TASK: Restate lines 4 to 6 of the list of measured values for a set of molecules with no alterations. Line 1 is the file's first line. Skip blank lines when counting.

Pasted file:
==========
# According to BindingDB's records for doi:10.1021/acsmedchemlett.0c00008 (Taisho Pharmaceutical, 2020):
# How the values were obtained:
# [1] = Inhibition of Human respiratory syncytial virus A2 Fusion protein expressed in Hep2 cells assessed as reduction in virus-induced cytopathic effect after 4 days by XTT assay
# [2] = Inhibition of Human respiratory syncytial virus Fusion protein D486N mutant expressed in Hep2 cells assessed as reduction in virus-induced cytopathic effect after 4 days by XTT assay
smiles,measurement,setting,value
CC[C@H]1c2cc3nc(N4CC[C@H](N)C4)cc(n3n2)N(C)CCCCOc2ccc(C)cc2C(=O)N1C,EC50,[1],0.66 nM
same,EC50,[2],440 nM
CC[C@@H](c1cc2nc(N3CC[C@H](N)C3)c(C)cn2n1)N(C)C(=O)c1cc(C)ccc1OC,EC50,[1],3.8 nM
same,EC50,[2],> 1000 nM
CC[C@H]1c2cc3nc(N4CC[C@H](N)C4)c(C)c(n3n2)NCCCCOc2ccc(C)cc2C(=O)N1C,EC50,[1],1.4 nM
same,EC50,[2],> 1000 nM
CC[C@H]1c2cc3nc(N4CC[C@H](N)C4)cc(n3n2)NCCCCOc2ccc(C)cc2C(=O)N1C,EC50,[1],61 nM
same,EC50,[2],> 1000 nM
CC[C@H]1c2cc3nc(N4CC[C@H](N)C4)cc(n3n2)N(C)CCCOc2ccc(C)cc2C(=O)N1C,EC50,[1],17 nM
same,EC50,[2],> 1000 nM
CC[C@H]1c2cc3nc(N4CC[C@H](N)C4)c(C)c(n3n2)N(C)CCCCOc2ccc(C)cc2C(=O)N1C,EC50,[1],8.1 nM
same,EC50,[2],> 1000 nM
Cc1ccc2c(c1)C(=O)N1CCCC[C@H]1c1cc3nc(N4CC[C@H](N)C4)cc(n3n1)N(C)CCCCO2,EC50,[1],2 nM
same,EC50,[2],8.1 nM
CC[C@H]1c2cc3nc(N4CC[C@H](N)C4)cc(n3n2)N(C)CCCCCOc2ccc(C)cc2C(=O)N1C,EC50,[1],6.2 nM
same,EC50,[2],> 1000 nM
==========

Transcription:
# [2] = Inhibition of Human respiratory syncytial virus Fusion protein D486N mutant expressed in Hep2 cells assessed as reduction in virus-induced cytopathic effect after 4 days by XTT assay
smiles,measurement,setting,value
CC[C@H]1c2cc3nc(N4CC[C@H](N)C4)cc(n3n2)N(C)CCCCOc2ccc(C)cc2C(=O)N1C,EC50,[1],0.66 nM